VANCOUVER/UNCEDED xʷməθkʷəy̓əm (MUSQUEAM), Sḵwx̱wú7mesh (SQUAMISH) AND səlilwətaɬ (TSLEIL-WAUTUTH) TERRITORIES – In a disappointing decision, the Federal Court has granted an injunction to two fish farm companies, which will allow them to apply to transfer fish into three open-net fish farms in B.C.’s Discovery Islands.
The ruling exempts the three fish farms from the Minister of Fisheries and Oceans Bernadette Jordan’s decision to prohibit the transfer of additional fish into Discovery Islands fish farms during the phase out of fish farming in the area.
The ban on further transfer of fish was an aspect of the Minister’s December 2020 decision to phase out fish farms in the Discovery islands by June 2022. The ruling does not force the Minister to allow the transfers but instead it requires that the Minister consider the companies’ transfer applications as if she had not made the decision to limit all transfers in the Discovery Islands.
Ecojustice, on behalf of the David Suzuki Foundation, Georgia Strait Alliance, Living Oceans Society, Watershed Watch, and independent biologist Alexandra Morton, argued in court last week against granting the injunction to the two fish farm companies — Mowi and a numbered company — and said that stocking farms in the area would put wild salmon at increased risk.
In January 2021, fish farm companies launched a judicial review challenging the Minister’s decision to phase out fish farms in the Discovery Islands by 2022. This injunction has been granted before the Court has had an opportunity to determine that underlying challenge to the Minister’s decision.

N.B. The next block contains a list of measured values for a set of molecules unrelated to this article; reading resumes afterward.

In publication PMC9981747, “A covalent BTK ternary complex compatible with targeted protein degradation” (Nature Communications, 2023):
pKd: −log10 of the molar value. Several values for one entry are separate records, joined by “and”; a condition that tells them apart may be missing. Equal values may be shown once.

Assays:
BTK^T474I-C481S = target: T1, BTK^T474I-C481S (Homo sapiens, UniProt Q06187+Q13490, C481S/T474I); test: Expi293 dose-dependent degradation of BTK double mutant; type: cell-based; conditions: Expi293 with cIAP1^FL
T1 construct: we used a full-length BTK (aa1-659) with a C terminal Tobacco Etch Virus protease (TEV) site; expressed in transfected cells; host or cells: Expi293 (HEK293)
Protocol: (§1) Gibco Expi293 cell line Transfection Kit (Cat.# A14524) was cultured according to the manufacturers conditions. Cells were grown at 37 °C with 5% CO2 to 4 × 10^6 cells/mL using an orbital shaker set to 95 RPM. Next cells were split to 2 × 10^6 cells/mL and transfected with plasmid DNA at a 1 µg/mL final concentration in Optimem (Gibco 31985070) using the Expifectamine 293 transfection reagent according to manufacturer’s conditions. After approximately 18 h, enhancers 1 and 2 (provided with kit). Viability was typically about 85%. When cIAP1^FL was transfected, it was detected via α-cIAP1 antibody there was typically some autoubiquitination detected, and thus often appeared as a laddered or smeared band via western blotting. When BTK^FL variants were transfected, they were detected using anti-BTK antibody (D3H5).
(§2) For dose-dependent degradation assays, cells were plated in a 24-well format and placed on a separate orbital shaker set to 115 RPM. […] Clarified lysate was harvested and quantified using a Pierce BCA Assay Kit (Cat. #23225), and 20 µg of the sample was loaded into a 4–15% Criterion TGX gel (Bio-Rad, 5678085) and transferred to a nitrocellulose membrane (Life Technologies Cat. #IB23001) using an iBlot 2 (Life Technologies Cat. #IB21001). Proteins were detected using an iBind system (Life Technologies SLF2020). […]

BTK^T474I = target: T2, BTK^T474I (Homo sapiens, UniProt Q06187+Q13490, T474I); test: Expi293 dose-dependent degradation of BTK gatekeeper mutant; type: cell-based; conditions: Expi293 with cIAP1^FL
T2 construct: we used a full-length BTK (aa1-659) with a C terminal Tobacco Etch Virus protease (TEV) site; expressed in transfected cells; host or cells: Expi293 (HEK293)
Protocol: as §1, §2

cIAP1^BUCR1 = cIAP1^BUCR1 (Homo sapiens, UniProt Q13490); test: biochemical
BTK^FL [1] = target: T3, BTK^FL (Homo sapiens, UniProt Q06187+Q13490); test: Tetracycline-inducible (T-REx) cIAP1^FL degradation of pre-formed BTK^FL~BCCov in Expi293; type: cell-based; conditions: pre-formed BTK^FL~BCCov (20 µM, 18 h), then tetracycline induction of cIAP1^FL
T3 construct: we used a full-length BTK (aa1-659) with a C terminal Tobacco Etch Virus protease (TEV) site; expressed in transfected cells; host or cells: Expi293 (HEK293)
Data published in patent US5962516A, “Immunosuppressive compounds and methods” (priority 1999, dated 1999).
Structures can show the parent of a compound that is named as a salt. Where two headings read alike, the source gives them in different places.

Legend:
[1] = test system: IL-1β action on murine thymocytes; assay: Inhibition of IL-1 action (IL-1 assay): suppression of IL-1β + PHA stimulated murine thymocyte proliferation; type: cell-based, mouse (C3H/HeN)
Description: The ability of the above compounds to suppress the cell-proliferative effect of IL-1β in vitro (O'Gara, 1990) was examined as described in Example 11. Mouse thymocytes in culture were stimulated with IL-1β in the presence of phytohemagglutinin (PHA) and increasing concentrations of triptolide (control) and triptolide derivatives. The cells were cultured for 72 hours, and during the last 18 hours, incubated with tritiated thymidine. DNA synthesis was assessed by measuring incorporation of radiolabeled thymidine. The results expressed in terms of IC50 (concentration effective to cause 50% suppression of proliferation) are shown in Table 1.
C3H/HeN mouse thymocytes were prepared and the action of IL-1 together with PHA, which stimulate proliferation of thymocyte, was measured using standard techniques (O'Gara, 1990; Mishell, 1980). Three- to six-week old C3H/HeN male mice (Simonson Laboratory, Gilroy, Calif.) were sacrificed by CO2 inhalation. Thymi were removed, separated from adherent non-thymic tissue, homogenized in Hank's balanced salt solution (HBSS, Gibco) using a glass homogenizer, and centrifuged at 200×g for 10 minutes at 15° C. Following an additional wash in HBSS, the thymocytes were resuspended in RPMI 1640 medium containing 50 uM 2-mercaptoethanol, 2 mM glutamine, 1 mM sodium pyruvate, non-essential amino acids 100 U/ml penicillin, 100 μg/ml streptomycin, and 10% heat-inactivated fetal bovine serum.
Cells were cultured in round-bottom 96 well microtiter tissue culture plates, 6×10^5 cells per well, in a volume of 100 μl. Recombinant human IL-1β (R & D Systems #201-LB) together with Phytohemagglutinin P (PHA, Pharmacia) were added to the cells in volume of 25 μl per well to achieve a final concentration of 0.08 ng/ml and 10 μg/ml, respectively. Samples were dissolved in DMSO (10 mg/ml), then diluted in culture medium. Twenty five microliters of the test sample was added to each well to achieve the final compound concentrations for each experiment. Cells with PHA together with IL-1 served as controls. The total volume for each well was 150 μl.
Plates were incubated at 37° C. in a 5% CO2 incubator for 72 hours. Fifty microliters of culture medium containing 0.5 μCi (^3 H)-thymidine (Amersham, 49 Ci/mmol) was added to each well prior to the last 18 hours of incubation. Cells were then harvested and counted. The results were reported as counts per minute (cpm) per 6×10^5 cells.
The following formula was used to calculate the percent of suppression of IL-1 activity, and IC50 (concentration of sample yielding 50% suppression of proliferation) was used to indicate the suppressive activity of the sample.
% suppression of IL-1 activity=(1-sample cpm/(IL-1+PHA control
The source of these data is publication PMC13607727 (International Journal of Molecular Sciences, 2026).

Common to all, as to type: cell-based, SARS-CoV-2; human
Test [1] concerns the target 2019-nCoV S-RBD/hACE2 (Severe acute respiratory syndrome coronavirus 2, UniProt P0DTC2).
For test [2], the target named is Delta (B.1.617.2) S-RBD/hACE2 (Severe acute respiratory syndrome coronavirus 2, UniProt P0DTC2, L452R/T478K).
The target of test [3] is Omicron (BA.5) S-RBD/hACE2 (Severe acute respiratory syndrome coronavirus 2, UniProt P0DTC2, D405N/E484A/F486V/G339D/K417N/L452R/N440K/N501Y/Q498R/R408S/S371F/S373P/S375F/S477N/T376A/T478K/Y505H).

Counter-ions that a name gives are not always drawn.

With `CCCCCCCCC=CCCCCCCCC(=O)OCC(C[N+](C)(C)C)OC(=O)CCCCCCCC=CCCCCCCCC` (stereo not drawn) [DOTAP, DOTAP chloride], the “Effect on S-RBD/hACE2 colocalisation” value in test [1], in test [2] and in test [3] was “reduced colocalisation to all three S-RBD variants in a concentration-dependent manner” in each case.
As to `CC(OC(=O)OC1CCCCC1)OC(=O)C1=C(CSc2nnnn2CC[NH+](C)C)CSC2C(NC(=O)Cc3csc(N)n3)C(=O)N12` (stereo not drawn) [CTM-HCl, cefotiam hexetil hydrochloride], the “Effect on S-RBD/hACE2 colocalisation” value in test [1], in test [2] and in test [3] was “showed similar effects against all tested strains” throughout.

In the coming months, Ecojustice, on behalf of its clients, will intervene in the underlying case before the Federal Court to support Minister Jordan’s decision.
Margot Venton, lawyer and nature program director at Ecojustice said:
“We are extremely disappointed by the Court’s decision to grant these two fish farm companies an injunction that will allow them to apply to transfer fish to open-net pens in the ocean. This extraordinary ruling opens the door for fish farm companies to restock farms throughout the phase out period.
The Court has set a concerning precedent by suspending the Minister’s decision, which responded to the concerns of several of the Discovery Island First Nations who had requested that the Minister prohibit restocking of farms in the Discovery Islands.
“This ruling could put wild salmon in jeopardy when they migrate to the ocean this year and next. Having fish transferred into farms that would otherwise be fallow increases risks to migrating wild salmon.”
“Wild salmon populations have been in decline for years. Last year saw some of the lowest salmon returns on record and the 2021 forecast isn’t promising. We cannot afford to put wild salmon at increased risk by continuing to have fish farms which are known to spread parasites and disease, along key migration routes.”
Venetia Jones, communications specialist | Ecojustice
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